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Operation Bluestar: Lieutenant General Brar denies UK claims

Feb 05, 2014 08:01 AM IST India India
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New Delhi: In what could turn into a headache for the Congress party, Britain has officially admitted that they had an advisory role in Operation Bluestar. The revelation comes even as Sikh groups are demanding an SIT probe into the 1984 riots.

However, Lieutenant General Brar who led Indian troops in the operation, has maintained that he is not aware of anything that might have transpired between the then Prime Minister of India Indira Gandhi and her UK counterpart Margaret Thatcher.

"I am not aware of any advice by UK government to India on Operation Blue Star. UK played no role "limited" or otherwise in Operation Blue Star. I came into picture on June 1, 1984 and the operation was started on June 5. I have no idea if UK advised India before that and what conversations the British government had with the Indian government," Lieutenant General Brar said.

Foreign secretary William Hague in UK Parliament on Tuesday had said that Britain advised Indira Gandhi government in 1984 to flush out militants from the Golden Temple. "Operation Blue Star was a ground assault, without the element of surprise and without a helicopter borne element. The Cabinet Secretary's report therefore concludes that the UK officer's military advise had limited impact on Operation Blue Star," he said.

Though he downplayed the involvement saying that the advice was limited and in the early stages. "The nature of the UK's assistance was purely advisory, limited and provided to the Indian government at an early stage," Hague told Parliament. "It had limited impact on the tragic events that unfolded at the temple three months later."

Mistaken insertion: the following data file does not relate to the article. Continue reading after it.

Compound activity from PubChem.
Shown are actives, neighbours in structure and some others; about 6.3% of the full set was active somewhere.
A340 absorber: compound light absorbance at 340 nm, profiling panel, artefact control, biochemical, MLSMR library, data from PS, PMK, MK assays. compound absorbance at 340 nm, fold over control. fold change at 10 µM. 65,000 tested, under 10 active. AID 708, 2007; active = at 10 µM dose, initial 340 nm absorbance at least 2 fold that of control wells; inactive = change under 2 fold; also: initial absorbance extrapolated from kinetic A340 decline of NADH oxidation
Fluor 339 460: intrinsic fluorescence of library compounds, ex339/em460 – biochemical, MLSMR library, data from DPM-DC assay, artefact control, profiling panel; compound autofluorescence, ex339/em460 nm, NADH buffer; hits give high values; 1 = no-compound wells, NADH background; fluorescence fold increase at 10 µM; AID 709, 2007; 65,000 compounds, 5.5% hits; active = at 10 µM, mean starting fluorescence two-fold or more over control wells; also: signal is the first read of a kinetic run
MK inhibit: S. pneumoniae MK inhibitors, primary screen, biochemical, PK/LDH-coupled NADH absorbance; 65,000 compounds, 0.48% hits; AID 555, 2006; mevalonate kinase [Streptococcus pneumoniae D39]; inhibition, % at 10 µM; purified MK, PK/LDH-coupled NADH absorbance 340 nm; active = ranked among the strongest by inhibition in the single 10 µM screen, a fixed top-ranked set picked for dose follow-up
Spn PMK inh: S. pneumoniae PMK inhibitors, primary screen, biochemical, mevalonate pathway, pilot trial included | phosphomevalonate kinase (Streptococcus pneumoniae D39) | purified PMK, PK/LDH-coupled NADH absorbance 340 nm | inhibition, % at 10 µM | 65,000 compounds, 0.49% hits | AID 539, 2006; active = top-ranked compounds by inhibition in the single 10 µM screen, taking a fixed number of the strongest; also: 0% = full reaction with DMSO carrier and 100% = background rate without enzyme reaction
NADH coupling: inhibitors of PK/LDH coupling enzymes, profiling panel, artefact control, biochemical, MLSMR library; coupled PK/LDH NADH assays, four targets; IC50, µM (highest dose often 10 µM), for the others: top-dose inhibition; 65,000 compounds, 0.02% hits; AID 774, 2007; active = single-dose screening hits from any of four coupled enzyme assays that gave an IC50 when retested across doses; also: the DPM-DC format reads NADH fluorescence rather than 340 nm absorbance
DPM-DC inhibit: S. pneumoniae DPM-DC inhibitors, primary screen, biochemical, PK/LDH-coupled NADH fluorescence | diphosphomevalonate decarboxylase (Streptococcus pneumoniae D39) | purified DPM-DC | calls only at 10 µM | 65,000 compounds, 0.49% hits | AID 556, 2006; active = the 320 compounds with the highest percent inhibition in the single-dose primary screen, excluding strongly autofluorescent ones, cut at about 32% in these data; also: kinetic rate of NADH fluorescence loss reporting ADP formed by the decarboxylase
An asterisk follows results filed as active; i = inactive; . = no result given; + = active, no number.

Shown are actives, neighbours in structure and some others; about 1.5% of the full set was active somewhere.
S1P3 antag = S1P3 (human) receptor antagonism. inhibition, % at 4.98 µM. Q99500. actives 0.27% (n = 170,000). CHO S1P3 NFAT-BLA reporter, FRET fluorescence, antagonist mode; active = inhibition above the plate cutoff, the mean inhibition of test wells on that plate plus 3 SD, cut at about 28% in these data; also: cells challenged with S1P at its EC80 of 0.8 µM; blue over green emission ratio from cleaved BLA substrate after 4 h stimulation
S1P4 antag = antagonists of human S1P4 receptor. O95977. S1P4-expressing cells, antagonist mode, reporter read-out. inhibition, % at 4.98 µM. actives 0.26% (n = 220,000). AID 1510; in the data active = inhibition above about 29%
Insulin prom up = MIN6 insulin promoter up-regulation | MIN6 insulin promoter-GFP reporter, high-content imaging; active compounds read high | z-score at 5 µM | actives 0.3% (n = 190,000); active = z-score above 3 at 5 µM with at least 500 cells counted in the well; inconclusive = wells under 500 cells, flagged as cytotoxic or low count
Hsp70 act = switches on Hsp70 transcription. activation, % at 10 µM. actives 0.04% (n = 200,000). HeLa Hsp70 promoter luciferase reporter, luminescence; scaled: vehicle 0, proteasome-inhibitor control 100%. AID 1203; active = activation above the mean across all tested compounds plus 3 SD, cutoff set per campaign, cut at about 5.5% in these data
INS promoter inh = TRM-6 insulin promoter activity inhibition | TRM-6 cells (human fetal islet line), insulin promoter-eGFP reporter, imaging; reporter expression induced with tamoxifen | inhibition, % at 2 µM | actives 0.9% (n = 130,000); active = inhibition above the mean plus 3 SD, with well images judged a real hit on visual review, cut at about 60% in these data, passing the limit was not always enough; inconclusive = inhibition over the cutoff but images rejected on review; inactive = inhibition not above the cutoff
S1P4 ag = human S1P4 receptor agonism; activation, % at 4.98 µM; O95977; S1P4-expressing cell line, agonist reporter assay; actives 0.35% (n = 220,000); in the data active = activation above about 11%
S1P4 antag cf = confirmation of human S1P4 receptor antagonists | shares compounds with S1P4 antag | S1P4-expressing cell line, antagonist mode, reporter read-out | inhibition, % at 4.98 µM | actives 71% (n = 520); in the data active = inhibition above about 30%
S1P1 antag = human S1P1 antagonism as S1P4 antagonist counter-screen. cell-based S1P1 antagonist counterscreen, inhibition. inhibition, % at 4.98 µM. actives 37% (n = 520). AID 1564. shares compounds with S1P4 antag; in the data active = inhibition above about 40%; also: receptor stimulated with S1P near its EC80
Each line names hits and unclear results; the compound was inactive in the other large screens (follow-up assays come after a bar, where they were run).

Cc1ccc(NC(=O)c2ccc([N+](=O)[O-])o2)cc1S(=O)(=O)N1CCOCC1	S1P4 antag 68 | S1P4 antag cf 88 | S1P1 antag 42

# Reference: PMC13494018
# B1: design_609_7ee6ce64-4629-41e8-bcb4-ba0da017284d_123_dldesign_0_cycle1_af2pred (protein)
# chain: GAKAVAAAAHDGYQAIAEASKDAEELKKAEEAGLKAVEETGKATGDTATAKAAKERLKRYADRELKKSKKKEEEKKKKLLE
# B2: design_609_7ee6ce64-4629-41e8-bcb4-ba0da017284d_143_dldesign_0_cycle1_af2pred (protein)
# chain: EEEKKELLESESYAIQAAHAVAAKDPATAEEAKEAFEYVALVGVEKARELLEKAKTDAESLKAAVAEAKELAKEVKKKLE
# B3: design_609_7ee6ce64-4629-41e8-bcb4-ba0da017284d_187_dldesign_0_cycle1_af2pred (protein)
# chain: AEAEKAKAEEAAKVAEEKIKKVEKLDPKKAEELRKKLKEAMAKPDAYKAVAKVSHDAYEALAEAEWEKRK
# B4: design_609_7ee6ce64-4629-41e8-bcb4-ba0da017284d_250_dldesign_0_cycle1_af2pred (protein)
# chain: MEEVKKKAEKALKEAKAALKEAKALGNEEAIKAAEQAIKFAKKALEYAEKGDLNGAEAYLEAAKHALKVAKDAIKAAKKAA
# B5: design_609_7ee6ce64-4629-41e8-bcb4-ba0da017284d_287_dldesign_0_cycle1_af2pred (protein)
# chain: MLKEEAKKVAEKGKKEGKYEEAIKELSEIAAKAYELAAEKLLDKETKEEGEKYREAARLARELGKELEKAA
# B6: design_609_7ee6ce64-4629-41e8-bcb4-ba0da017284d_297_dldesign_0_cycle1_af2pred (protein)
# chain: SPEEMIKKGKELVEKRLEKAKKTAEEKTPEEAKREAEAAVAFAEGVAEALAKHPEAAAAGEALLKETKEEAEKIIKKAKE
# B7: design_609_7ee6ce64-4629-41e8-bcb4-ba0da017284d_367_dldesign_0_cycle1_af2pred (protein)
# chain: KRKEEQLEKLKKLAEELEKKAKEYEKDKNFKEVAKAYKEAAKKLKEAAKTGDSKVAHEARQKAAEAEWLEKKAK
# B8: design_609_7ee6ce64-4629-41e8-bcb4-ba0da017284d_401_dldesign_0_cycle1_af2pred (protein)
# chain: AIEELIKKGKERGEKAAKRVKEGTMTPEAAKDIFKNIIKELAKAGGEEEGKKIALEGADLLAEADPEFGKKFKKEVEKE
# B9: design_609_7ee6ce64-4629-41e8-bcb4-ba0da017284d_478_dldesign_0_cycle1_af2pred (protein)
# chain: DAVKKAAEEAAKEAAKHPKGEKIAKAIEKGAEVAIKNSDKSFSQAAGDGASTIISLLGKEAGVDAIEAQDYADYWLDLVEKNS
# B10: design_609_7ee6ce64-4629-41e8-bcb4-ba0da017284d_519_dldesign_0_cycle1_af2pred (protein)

The debate over the 1984 riots resurfaced after a British MP recently claimed that top secret documents suggested that Margaret Thatcher's government helped Indira Gandhi plan the storming of the Golden Temple in 1984 to flush out militants from the shrine in an operation that left more than 1,000 people dead.

The Indian government has claimed that they have been in touch with the British government over the inquiry into the revelations by the declassified documents. "Since news reports on this matter surfaced a little more than 2 weeks ago, the UK government has kept the government of India informed on this matter and has also just shared the outcome of the UK government's inquiry with us. We have noted the report and the statement made," Ministry of External Affairs Spokesperson Syed Akbaruddin said.

The turn of events and the revelations could be damaging for the ruling Congress party which faces an uphill task to be re-elected in the upcoming Lok Sabha elections due by May.